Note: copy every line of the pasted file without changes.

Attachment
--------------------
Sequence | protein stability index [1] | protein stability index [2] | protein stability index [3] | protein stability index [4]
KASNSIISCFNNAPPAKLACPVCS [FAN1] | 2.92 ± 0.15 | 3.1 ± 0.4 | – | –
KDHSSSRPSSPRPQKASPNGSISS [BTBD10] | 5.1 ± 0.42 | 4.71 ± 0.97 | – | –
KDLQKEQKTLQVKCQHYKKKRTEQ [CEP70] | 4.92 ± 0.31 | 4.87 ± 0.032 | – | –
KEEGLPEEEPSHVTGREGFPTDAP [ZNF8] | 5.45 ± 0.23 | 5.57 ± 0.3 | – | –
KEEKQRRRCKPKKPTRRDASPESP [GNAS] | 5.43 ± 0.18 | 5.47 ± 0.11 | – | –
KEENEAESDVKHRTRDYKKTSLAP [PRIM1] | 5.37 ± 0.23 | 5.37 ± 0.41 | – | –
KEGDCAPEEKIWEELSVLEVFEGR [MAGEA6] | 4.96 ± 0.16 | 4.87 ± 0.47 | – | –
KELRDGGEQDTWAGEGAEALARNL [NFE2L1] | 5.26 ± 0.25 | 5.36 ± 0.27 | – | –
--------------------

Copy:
Sequence | protein stability index [1] | protein stability index [2] | protein stability index [3] | protein stability index [4]
KASNSIISCFNNAPPAKLACPVCS [FAN1] | 2.92 ± 0.15 | 3.1 ± 0.4 | – | –
KDHSSSRPSSPRPQKASPNGSISS [BTBD10] | 5.1 ± 0.42 | 4.71 ± 0.97 | – | –
KDLQKEQKTLQVKCQHYKKKRTEQ [CEP70] | 4.92 ± 0.31 | 4.87 ± 0.032 | – | –
KEEGLPEEEPSHVTGREGFPTDAP [ZNF8] | 5.45 ± 0.23 | 5.57 ± 0.3 | – | –
KEEKQRRRCKPKKPTRRDASPESP [GNAS] | 5.43 ± 0.18 | 5.47 ± 0.11 | – | –
KEENEAESDVKHRTRDYKKTSLAP [PRIM1] | 5.37 ± 0.23 | 5.37 ± 0.41 | – | –
KEGDCAPEEKIWEELSVLEVFEGR [MAGEA6] | 4.96 ± 0.16 | 4.87 ± 0.47 | – | –
KELRDGGEQDTWAGEGAEALARNL [NFE2L1] | 5.26 ± 0.25 | 5.36 ± 0.27 | – | –